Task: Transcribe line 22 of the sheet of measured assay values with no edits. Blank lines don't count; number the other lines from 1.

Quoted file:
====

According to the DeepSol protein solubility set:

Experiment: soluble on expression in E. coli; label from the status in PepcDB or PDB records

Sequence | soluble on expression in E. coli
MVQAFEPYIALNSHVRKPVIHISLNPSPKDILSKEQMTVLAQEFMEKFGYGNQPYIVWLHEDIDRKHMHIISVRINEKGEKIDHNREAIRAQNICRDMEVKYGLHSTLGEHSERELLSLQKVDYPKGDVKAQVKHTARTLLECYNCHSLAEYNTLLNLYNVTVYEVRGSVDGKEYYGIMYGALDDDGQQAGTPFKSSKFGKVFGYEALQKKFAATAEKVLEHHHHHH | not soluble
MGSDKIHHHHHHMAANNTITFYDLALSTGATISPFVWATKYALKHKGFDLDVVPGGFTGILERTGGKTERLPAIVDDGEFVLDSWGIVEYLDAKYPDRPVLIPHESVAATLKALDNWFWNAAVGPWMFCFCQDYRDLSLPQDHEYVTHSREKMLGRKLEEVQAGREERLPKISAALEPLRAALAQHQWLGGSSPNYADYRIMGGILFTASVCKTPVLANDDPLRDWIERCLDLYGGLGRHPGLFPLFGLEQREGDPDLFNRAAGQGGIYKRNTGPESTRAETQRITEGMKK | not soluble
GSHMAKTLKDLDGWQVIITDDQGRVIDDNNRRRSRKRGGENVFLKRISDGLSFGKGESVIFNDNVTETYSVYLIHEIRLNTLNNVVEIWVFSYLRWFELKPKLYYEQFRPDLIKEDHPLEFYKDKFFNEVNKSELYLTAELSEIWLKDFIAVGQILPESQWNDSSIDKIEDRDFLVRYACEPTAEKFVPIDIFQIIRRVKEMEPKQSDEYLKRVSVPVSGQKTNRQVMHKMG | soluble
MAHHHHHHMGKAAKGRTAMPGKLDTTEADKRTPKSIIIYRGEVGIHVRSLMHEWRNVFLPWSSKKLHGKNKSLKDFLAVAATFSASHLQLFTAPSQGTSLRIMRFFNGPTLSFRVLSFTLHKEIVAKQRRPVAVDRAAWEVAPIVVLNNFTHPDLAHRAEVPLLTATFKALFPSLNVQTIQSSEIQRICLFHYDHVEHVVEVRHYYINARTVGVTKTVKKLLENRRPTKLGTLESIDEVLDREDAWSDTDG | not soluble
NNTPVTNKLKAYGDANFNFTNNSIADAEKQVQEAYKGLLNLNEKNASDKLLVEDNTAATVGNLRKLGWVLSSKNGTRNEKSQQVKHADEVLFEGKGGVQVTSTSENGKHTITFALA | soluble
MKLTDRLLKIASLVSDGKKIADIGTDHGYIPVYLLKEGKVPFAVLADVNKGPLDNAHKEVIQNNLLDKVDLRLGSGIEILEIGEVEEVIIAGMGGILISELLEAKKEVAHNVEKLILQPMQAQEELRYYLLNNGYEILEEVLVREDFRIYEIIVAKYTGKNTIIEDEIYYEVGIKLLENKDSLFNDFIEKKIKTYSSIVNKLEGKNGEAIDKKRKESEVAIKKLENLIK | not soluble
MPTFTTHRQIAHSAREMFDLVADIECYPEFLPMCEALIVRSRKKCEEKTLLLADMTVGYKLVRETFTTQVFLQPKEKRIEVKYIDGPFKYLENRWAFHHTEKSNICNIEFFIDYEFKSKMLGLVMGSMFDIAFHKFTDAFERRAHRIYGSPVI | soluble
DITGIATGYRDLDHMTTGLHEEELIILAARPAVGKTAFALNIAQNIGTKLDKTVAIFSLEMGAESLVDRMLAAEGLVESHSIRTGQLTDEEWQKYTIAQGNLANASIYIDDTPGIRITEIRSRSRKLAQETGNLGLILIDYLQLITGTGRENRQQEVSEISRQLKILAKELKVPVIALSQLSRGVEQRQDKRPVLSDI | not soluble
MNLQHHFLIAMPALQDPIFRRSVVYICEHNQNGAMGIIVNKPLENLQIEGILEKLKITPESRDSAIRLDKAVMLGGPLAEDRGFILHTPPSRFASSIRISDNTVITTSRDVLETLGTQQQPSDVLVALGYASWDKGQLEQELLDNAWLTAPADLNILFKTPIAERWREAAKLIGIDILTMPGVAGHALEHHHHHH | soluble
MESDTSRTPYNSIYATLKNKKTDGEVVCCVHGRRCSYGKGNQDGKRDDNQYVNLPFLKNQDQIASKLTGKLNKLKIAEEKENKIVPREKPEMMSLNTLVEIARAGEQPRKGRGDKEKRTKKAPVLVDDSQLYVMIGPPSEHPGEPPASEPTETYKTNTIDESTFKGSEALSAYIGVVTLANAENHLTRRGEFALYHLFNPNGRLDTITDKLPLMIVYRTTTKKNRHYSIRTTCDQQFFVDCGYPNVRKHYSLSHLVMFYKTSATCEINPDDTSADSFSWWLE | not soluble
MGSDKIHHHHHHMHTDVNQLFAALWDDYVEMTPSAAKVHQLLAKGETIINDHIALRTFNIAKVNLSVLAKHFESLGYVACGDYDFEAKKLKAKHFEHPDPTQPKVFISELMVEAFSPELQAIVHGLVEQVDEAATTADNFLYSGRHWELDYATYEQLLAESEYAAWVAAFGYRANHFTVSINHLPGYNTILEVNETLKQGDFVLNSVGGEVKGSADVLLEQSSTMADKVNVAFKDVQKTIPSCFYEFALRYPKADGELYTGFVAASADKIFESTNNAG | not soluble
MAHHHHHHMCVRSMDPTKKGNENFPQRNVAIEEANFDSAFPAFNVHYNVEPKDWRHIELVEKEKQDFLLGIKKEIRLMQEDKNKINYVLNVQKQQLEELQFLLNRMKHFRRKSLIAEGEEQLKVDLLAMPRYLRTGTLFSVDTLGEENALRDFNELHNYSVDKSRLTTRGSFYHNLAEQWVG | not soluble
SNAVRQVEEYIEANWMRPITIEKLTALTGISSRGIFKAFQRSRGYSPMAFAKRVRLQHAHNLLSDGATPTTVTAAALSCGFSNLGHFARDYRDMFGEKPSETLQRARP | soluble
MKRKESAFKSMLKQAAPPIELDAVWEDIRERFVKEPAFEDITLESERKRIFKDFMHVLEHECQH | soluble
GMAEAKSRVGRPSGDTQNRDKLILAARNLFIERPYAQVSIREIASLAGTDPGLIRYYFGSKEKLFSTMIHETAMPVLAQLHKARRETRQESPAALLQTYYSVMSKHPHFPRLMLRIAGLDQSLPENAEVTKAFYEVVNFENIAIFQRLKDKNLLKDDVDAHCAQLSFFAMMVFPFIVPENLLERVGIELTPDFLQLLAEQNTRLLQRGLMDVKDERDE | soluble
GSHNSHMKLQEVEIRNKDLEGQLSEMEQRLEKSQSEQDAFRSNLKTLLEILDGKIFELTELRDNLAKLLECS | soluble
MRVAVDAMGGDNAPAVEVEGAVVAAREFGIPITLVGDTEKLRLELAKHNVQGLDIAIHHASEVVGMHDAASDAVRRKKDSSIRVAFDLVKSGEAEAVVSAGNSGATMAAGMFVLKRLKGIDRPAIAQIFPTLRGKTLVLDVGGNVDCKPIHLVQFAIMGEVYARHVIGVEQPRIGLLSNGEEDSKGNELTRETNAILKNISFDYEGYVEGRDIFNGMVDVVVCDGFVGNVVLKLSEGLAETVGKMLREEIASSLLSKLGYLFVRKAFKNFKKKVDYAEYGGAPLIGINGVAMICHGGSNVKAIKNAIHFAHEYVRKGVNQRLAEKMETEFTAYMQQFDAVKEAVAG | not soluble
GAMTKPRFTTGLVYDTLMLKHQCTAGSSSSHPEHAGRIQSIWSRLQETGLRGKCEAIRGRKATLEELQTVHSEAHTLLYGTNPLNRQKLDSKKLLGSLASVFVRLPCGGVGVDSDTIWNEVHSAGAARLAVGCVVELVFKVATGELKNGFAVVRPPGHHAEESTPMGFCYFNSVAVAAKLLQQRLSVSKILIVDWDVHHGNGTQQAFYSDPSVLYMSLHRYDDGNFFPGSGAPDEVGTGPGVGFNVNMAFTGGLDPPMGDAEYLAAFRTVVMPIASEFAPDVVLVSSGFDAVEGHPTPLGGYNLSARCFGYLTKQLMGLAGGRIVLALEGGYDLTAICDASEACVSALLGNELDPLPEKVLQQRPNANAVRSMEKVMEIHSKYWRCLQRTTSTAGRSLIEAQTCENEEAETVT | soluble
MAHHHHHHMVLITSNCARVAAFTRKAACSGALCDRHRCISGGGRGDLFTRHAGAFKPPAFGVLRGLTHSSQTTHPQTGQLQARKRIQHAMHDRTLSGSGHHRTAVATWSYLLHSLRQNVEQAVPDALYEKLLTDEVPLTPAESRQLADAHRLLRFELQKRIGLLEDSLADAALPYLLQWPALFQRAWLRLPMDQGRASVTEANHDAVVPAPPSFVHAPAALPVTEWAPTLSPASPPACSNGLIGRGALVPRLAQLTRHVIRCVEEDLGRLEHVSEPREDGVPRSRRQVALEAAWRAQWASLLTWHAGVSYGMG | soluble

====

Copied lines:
MAHHHHHHMVLITSNCARVAAFTRKAACSGALCDRHRCISGGGRGDLFTRHAGAFKPPAFGVLRGLTHSSQTTHPQTGQLQARKRIQHAMHDRTLSGSGHHRTAVATWSYLLHSLRQNVEQAVPDALYEKLLTDEVPLTPAESRQLADAHRLLRFELQKRIGLLEDSLADAALPYLLQWPALFQRAWLRLPMDQGRASVTEANHDAVVPAPPSFVHAPAALPVTEWAPTLSPASPPACSNGLIGRGALVPRLAQLTRHVIRCVEEDLGRLEHVSEPREDGVPRSRRQVALEAAWRAQWASLLTWHAGVSYGMG | soluble